The Philippines just held its national literature month last April, but it doesn't mean the celebration is one and done. There are still concerns about reading poverty and influx of foreign titles, among other things.
That's why the National Book Development Board (NBDB) is launching what it touts as the country's largest book festival to date, the Philippine Book Festival (PBF).
This year's inaugural PBF will have two editions: one at the World Trade Center Metro Manila from June 2 to 4, and another at SMX Davao from Aug. 18 to 20.
The NBDB said the event won't be a mere selling of books. There will be several activities that aim to not only entertain bookworms, but also uphold Filipino literature, culture, and history.
Activities include a special meet-and-greet with celebrated figures in the local literary scene like historian and columnist Ambeth Ocampo, Gwy Saludes of Rain of España fame, and Kikomachine Komix creator Manix Abrera.
Actress Rica Peralejo-Bonifacio will also hold a special program for her debut book on marriage, Eleven Eleven: Painting the Challenge and Beauty of Marriage, which she co-wrote with her husband Joe Bonifacio.
To reinforce the need to champion local literature, all books sold are from Filipino authors.
The titles coming from over 150 presenters will be divided into four "realms" as curated by the Book Development Association of the Philippines (BDAP), Komiket, the Philippine Educational Publishers Association, and the Philippine Board on Books for Young People:
Komiks, for graphic novels; Kid Lit, for children's literature; Booktopia, for fiction and nonfiction titles, including award-winning ones; and Aral Aklat, for educational materials.
As the NBDB puts it, it’s not just a book fair but a book experience.
During the PBF's media launch attended by PhilSTAR L!fe, NBDB Executive Director Charisse Aquino-Tugade said everybody must work together to ensure that Filipinos have access to local literature, especially that the industry is a "very small" one.
"We need access to our own stories," Aquino-Tugade said. "We want to ensure that there is space that we give our own voice primacy."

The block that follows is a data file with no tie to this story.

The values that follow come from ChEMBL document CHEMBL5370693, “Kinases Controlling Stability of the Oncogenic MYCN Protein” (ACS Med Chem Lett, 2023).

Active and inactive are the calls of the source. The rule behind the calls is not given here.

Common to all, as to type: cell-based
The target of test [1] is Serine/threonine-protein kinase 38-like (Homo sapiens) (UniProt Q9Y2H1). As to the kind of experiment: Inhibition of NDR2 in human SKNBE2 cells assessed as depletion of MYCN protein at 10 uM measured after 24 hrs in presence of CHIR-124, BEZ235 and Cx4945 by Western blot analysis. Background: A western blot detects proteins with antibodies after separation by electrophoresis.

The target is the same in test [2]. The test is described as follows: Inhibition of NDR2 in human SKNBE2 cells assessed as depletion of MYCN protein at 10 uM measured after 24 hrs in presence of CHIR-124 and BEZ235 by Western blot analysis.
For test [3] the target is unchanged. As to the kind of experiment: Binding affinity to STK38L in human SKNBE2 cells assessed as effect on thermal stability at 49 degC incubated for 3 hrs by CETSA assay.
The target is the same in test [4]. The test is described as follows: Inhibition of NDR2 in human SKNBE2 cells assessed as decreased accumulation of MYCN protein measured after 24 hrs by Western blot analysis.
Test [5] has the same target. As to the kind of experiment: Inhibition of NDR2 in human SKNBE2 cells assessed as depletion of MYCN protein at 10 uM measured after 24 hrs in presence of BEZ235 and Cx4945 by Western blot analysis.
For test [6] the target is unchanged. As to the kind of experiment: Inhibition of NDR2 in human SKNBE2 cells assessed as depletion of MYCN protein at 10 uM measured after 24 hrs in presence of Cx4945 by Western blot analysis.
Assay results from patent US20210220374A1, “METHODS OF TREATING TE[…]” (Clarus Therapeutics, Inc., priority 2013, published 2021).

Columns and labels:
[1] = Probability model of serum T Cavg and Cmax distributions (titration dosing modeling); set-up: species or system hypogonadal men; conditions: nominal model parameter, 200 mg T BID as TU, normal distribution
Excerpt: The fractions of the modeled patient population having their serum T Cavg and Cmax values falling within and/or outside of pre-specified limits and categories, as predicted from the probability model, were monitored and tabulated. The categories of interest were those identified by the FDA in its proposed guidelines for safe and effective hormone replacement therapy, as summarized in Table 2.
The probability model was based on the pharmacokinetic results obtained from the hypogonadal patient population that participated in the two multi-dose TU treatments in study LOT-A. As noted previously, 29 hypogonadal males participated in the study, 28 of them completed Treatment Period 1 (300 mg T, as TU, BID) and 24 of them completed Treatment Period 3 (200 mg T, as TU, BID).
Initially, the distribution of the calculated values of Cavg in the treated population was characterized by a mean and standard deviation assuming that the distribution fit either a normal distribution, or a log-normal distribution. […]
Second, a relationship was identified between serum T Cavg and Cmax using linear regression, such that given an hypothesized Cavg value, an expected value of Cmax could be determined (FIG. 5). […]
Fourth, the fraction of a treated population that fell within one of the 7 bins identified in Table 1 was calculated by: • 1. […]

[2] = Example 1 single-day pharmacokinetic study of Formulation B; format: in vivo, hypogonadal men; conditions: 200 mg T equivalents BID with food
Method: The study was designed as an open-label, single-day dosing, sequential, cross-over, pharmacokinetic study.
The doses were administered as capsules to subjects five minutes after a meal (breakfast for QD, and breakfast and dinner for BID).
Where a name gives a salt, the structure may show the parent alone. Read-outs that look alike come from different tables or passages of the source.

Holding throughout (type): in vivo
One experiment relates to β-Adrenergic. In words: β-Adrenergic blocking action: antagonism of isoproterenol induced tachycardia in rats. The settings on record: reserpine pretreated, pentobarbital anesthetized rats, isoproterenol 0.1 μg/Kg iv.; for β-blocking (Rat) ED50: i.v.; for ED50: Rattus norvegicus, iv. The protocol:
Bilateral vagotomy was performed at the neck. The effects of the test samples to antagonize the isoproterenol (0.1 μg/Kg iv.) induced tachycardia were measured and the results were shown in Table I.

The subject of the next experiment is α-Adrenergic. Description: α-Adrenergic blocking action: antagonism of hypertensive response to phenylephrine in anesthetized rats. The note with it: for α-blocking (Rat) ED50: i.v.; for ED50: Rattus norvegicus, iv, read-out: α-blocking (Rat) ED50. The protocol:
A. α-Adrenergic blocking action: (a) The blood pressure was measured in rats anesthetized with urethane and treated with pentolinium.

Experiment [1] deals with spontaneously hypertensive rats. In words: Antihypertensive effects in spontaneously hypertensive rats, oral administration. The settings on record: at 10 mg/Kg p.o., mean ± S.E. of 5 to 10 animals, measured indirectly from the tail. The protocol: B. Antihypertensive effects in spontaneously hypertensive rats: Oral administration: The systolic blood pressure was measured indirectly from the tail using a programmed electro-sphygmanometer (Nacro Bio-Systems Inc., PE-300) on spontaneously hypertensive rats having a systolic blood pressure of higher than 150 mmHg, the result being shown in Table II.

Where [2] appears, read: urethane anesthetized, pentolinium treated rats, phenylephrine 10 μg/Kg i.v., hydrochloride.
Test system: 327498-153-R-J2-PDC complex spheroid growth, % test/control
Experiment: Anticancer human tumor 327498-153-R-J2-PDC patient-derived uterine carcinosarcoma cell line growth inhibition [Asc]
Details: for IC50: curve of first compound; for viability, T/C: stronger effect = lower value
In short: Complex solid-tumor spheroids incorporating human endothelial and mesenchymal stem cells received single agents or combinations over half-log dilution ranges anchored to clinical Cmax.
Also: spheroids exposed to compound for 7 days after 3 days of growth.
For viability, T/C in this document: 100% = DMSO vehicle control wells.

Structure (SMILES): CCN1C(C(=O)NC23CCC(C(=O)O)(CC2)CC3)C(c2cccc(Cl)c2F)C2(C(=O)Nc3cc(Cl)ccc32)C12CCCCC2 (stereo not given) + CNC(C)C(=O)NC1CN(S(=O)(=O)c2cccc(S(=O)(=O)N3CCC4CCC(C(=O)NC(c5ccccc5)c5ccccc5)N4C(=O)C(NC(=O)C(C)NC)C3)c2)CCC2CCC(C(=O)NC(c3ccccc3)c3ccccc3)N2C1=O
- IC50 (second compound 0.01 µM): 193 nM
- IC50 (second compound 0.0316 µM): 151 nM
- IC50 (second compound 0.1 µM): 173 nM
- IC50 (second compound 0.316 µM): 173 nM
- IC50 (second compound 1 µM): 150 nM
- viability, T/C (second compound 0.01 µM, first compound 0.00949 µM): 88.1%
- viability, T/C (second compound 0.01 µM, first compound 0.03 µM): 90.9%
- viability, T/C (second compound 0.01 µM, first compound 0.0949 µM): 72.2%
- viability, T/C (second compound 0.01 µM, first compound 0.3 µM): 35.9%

Aquino-Tugade also lamented the apparent long-standing love for foreign writers, especially in bookstores and other book festivals.
“How come we know about all of these global authors, but we don’t even know the works of our own? We have amazing Filipino-authored content yet we lack access," she said.
BDAP President Andrea Pasion-Flores, who's also the owner and publisher of Milflores Publishing, meanwhile sounded the alarm on the country's learning poverty, or the rate in which children who cannot read or understand simple texts meant for 10-year-olds.
The World Bank in June 2022 reported, that the Philippines has a learning poverty of 90.9%, representing 9 out of 10 children.
"The initiative to make people read books is urgent," Pasion-Flores said. "This effort involves everybody."
Maria Carolina Tapia, chief of NBDB's business and trade development division, added that there will be discounts and other promos during the PBF.
Aquino-Tugade is hoping for the PBF to become a regular event taking place in parts of the country. She said the PBF is set to take place in the Visayas region next year.
"The last few years have been mostly online, and we felt that we need that kind of personal touch, the need to see the community," she said. "We hope this event will last in perpetuity."
The Philippine Book Festival is free of charge but requires registration at www.philippinebookfest.com.